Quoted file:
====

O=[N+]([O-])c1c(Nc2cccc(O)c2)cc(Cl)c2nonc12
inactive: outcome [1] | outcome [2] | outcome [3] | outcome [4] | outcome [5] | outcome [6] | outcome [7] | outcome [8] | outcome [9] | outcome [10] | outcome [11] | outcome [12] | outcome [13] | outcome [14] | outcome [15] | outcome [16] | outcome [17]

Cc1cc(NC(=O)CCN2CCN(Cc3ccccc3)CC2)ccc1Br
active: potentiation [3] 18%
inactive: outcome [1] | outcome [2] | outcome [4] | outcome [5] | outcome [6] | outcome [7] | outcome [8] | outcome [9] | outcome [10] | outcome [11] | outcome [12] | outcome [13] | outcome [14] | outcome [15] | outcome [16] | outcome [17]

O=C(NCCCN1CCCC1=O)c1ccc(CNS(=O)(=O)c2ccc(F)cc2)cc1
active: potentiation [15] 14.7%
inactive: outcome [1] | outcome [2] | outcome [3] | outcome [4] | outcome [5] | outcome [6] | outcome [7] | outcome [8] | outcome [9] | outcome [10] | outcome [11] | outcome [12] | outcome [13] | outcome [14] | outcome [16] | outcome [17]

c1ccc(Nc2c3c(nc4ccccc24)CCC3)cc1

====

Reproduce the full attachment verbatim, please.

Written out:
O=[N+]([O-])c1c(Nc2cccc(O)c2)cc(Cl)c2nonc12
inactive: outcome [1] | outcome [2] | outcome [3] | outcome [4] | outcome [5] | outcome [6] | outcome [7] | outcome [8] | outcome [9] | outcome [10] | outcome [11] | outcome [12] | outcome [13] | outcome [14] | outcome [15] | outcome [16] | outcome [17]

Cc1cc(NC(=O)CCN2CCN(Cc3ccccc3)CC2)ccc1Br
active: potentiation [3] 18%
inactive: outcome [1] | outcome [2] | outcome [4] | outcome [5] | outcome [6] | outcome [7] | outcome [8] | outcome [9] | outcome [10] | outcome [11] | outcome [12] | outcome [13] | outcome [14] | outcome [15] | outcome [16] | outcome [17]

O=C(NCCCN1CCCC1=O)c1ccc(CNS(=O)(=O)c2ccc(F)cc2)cc1
active: potentiation [15] 14.7%
inactive: outcome [1] | outcome [2] | outcome [3] | outcome [4] | outcome [5] | outcome [6] | outcome [7] | outcome [8] | outcome [9] | outcome [10] | outcome [11] | outcome [12] | outcome [13] | outcome [14] | outcome [16] | outcome [17]

c1ccc(Nc2c3c(nc4ccccc24)CCC3)cc1